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Re: How to know if you are suitable?

Postby convivium » Wed Mar 13, 2013 6:06 am

i think even if you've stayed around buddhist circles for years you might still have to flip a coin.
Just keep breathing in and out like this. Don't be interested in anything else. It doesn't matter even if someone is standing on their head with their ass in the air. Don't pay it any attention. Just stay with the in-breath and the out-breath. Concentrate your awareness on the breath. Just keep doing it. http://www.ajahnchah.org/book/Just_Do_It_1_2.php

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Re: How to know if you are suitable?

Postby James the Giant » Wed Mar 13, 2013 6:26 am

Just go try it. It's not like you have to cut off a body party or tattoo your forehead. You can go back to lay life at any time.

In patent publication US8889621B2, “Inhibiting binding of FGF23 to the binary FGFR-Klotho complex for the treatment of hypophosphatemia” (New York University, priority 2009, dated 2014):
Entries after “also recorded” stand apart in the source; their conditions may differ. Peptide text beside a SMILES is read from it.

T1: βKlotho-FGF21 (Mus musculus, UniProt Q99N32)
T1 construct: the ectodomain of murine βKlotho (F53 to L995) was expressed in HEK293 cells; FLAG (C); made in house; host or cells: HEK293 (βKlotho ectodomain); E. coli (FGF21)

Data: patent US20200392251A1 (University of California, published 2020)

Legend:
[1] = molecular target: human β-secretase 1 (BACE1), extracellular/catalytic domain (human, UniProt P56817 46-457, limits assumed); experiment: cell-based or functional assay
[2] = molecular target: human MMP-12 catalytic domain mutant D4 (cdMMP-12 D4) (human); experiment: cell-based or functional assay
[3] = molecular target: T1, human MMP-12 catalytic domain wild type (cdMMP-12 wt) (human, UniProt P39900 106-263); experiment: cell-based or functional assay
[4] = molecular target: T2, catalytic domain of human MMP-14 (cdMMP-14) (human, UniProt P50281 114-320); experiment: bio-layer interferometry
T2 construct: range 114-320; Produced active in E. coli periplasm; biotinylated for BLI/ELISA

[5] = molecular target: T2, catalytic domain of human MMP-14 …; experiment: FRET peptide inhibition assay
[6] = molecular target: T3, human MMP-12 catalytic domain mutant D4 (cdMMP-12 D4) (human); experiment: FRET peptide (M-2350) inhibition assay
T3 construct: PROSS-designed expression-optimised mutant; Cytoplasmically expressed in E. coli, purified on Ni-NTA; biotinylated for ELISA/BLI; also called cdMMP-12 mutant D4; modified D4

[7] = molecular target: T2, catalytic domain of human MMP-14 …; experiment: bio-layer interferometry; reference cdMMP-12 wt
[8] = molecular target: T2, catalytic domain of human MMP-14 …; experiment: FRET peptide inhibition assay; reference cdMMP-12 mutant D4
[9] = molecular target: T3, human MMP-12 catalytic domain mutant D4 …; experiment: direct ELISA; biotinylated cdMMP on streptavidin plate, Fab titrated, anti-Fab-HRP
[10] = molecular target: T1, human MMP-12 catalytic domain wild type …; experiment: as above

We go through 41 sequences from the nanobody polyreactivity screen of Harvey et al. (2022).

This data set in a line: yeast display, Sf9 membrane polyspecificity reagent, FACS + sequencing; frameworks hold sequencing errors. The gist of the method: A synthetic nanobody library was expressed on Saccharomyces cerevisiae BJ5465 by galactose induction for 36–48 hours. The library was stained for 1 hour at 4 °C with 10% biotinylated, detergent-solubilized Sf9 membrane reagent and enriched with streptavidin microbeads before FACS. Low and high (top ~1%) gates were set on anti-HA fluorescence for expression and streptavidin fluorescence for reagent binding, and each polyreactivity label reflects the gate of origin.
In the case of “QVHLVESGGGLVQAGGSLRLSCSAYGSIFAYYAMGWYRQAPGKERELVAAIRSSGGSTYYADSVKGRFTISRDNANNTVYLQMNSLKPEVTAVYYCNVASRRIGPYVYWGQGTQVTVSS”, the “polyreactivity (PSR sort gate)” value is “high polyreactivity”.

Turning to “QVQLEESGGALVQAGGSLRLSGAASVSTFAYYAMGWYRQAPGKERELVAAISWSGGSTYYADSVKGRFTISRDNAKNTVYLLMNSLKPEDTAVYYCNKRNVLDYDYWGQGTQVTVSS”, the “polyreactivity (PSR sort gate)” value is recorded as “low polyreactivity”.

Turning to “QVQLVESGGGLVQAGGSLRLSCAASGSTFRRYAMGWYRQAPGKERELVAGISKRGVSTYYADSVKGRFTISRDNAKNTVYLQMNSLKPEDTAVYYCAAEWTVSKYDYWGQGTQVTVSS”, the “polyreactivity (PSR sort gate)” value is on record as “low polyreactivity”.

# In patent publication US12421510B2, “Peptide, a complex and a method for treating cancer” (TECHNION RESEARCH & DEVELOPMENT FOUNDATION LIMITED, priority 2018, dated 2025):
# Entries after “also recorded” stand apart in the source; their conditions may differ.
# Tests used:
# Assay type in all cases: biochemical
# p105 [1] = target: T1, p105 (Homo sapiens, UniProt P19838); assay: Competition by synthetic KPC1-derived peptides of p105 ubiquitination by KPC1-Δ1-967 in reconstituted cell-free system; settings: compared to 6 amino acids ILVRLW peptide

Then,
saturated with joy,
you will put an end to suffering and stress.
SN 9.11

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Re: How to know if you are suitable?

Postby makarasilapin » Wed Mar 13, 2013 3:15 pm

James the Giant wrote:Just go try it. It's not like you have to cut off a body party or tattoo your forehead. You can go back to lay life at any time.


lol +1!

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Re: How to know if you are suitable?

Postby Mr Man » Wed Mar 13, 2013 4:19 pm

Ajahn Chah used to ask those ordaining to make a commitment of at least five years, Ajahn Sumedho the same.

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Re: How to know if you are suitable?

Postby Coyote » Wed Mar 13, 2013 5:35 pm

Thanks for the replies everyone :) It is really insightful to know other people's opinions on this topic.